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Exports and governance: the role of private voluntary agrifood standards

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  • Dela‐Dem Doe Fiankor
  • Inmaculada Martínez‐Zarzoso
  • Bernhard Brümmer

Abstract

The empirical evidence that institutional differences across countries affect bilateral trade is robust. The crucial question remains how countries can enhance trade amid these differences. In this article, we measure the degree to which governance and institutions differ between countries as “governance distance.” Using a sample of EU/EFTA imports, we examine how adopting private agrifood safety standards modify the effect of governance distance on exports of fruits and vegetables, in particular apples, bananas, and grapes, within a structural gravity framework. Our results show that while increasing governance distance hinders bilateral trade, the interaction of standards and the governance distance is positively associated with exports, hence partially offsetting the direct trade‐inhibiting effects of the latter. GlobalGAP certified countries see the trade‐inhibiting effects of governance distance on their exports reduced by about 50%, ceteris paribus.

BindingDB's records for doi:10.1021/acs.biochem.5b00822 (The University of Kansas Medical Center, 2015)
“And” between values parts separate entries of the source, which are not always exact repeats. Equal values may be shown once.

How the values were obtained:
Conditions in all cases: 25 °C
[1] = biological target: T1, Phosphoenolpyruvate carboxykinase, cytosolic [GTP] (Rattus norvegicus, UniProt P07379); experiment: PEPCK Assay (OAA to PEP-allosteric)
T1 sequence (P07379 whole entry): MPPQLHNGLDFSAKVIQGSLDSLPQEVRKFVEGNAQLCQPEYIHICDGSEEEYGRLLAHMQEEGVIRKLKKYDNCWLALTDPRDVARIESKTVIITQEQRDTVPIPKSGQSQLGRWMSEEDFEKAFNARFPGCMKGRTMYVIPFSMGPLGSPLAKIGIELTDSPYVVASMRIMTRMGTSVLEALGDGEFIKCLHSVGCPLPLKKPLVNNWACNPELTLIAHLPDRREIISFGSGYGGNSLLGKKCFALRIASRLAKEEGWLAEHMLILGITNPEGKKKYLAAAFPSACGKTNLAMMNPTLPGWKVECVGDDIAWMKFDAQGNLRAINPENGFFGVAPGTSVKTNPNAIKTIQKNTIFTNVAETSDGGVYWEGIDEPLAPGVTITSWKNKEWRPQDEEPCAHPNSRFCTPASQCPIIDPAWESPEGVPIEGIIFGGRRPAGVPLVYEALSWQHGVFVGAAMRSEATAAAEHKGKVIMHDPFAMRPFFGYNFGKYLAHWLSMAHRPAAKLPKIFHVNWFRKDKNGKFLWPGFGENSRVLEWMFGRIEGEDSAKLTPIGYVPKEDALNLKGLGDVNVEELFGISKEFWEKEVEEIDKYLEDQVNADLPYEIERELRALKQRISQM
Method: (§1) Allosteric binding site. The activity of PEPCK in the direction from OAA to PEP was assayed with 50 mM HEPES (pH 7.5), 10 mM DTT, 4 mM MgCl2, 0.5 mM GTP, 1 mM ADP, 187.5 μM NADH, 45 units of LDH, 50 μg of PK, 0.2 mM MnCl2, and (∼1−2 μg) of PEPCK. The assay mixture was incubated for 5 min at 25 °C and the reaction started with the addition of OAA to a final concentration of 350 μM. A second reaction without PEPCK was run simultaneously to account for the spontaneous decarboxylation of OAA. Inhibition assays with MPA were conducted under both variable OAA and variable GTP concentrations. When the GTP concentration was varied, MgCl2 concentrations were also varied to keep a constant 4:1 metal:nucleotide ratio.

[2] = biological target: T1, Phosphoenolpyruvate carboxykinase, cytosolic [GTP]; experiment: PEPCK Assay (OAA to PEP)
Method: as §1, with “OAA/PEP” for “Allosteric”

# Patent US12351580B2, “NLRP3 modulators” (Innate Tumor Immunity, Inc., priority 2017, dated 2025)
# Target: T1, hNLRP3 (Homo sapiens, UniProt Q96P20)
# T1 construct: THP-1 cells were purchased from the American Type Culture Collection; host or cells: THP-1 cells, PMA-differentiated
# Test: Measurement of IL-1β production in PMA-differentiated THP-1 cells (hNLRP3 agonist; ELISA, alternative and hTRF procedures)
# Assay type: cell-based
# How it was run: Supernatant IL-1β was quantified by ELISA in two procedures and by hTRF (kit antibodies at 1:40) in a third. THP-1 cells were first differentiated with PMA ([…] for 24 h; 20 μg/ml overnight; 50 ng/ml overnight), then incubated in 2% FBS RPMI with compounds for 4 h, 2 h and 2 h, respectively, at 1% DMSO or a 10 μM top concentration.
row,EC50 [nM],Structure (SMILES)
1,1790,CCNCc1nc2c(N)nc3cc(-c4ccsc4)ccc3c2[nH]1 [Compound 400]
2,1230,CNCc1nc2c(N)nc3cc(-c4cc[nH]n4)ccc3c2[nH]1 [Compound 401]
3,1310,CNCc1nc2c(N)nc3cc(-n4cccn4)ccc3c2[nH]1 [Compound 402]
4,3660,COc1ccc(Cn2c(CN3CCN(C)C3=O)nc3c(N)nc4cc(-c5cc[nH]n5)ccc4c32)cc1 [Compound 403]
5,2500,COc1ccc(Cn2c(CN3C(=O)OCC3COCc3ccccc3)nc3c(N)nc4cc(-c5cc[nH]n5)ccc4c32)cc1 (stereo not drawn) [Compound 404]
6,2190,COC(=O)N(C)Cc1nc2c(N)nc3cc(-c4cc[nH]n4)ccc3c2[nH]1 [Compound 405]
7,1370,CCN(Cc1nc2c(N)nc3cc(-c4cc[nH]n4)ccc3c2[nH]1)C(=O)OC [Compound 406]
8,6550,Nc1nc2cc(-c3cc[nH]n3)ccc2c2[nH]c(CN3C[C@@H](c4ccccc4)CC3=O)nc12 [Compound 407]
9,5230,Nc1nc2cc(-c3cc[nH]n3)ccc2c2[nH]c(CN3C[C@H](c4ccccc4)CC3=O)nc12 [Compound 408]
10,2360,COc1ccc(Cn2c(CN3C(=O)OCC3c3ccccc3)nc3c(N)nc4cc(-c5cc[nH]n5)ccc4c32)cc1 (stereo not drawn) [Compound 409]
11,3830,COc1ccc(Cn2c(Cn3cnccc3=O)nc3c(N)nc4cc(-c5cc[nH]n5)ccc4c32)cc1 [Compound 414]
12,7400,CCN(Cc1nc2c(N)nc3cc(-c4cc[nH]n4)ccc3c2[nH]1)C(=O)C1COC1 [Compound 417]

Suggested Citation

  • Dela‐Dem Doe Fiankor & Inmaculada Martínez‐Zarzoso & Bernhard Brümmer, 2019. "Exports and governance: the role of private voluntary agrifood standards," Agricultural Economics, International Association of Agricultural Economists, vol. 50(3), pages 341-352, May.
  • Handle: RePEc:bla:agecon:v:50:y:2019:i:3:p:341-352
    DOI: 10.1111/agec.12488
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    File URL: https://doi.org/10.1111/agec.12488
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    Cited by:

    1. Hendrik Feyaerts & Goedele Van den Broeck & Miet Maertens, 2020. "Global and local food value chains in Africa: A review," Agricultural Economics, International Association of Agricultural Economists, vol. 51(1), pages 143-157, January.

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